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man pages section 1: User Commands

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Updated: Wednesday, February 9, 2022

vwait (1t)


vwait - Process events until a variable is written


vwait varName


vwait(1t)                    Tcl Built-In Commands                   vwait(1t)


       vwait - Process events until a variable is written

       vwait varName

       This  command enters the Tcl event loop to process events, blocking the
       application if no events are ready.   It  continues  processing  events
       until some event handler sets the value of the global variable varName.
       Once varName has been set, the vwait command will return as soon as the
       event handler that modified varName completes.  The varName argument is
       always interpreted as a variable name with respect to the global names-
       pace, but can refer to any namespace's variables if the fully-qualified
       name is given.

       In some cases the vwait command may not return immediately  after  var-
       Name  is set.  This happens if the event handler that sets varName does
       not complete immediately.  For example, if an event handler  sets  var-
       Name and then itself calls vwait to wait for a different variable, then
       it may not return for a long time.   During  this  time  the  top-level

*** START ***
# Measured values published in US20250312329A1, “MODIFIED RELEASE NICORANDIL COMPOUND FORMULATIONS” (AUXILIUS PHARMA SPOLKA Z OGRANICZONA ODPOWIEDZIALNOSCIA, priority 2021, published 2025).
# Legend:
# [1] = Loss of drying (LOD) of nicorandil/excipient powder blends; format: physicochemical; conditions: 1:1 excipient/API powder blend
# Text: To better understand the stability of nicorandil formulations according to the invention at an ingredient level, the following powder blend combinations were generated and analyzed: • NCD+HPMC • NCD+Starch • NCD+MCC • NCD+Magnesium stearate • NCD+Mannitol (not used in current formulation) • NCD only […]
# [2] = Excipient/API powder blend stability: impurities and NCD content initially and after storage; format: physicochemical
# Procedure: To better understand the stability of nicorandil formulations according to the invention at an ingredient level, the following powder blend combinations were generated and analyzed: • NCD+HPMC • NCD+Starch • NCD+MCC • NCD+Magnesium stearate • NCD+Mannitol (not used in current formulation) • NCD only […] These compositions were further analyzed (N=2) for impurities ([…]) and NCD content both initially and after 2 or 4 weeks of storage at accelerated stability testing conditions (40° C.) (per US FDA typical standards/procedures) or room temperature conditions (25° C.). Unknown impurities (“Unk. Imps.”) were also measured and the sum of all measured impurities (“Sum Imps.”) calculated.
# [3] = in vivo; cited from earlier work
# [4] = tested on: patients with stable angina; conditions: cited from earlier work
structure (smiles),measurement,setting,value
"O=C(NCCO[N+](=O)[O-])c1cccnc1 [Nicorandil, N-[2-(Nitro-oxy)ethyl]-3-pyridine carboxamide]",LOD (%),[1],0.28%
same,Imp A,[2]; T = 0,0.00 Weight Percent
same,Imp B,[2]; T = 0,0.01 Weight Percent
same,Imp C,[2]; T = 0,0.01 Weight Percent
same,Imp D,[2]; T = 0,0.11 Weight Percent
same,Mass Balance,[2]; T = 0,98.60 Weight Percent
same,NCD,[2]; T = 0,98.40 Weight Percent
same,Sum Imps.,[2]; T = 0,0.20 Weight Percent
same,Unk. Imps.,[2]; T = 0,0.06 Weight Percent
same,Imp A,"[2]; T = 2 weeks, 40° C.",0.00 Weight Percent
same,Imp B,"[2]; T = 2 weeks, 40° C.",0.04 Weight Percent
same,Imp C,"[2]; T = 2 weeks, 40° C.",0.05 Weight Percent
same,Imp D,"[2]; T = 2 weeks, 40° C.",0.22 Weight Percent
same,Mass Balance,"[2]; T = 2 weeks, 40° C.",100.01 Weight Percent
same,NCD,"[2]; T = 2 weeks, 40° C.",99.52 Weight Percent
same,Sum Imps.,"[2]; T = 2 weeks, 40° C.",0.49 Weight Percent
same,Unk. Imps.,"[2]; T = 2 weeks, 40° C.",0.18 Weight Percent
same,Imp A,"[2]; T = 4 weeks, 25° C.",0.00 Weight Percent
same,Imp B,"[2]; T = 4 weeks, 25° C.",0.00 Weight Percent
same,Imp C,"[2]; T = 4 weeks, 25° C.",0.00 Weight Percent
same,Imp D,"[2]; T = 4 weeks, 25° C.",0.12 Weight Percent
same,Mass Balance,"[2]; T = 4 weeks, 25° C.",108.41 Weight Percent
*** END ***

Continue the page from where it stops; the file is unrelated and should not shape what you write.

vwait  is blocked waiting for the event handler to complete, so it can-
       not return either. (See the NESTED VWAITS BY EXAMPLE below.)

       To be clear, multiple vwait calls will nest and will not happen in par-
       allel.  The outermost call to vwait will not return until all the inner
       ones do.  It is recommended that code should never nest vwait calls (by
       avoiding  putting  them in event callbacks) but when that is not possi-
       ble, care should be taken to add interlock variables  to  the  code  to
       prevent  all  reentrant calls to vwait that are not strictly necessary.
       Be aware that the synchronous modes of operation of some  Tcl  packages
       (e.g., http)  use vwait internally; if using the event loop, it is best
       to use the asynchronous callback-based  modes  of  operation  of  those
       packages where available.

       Run  the  event-loop continually until some event calls exit.  (You can
       use any variable not mentioned elsewhere, but the name forever  reminds
       you at a glance of the intent.)

              vwait forever

       Wait  five seconds for a connection to a server socket, otherwise close
       the socket and continue running the script:

              # Initialise the state
              after 5000 set state timeout
              set server [socket -server accept 12345]
              proc accept {args} {
                  global state connectionInfo
                  set state accepted
                  set connectionInfo $args

              # Wait for something to happen